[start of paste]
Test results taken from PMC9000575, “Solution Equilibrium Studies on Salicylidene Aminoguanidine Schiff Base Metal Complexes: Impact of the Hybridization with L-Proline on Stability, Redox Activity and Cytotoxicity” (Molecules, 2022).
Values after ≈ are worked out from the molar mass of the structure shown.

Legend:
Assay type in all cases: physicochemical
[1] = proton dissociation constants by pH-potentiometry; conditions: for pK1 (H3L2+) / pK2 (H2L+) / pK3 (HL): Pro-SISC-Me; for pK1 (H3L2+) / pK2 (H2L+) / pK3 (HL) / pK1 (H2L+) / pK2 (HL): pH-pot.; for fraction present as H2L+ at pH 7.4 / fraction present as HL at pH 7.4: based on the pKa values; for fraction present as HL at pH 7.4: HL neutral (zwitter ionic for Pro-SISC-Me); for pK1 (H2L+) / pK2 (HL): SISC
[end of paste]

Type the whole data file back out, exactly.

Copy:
Test results taken from PMC9000575, “Solution Equilibrium Studies on Salicylidene Aminoguanidine Schiff Base Metal Complexes: Impact of the Hybridization with L-Proline on Stability, Redox Activity and Cytotoxicity” (Molecules, 2022).
Values after ≈ are worked out from the molar mass of the structure shown.

Legend:
Assay type in all cases: physicochemical
[1] = proton dissociation constants by pH-potentiometry; conditions: for pK1 (H3L2+) / pK2 (H2L+) / pK3 (HL): Pro-SISC-Me; for pK1 (H3L2+) / pK2 (H2L+) / pK3 (HL) / pK1 (H2L+) / pK2 (HL): pH-pot.; for fraction present as H2L+ at pH 7.4 / fraction present as HL at pH 7.4: based on the pKa values; for fraction present as HL at pH 7.4: HL neutral (zwitter ionic for Pro-SISC-Me); for pK1 (H2L+) / pK2 (HL): SISC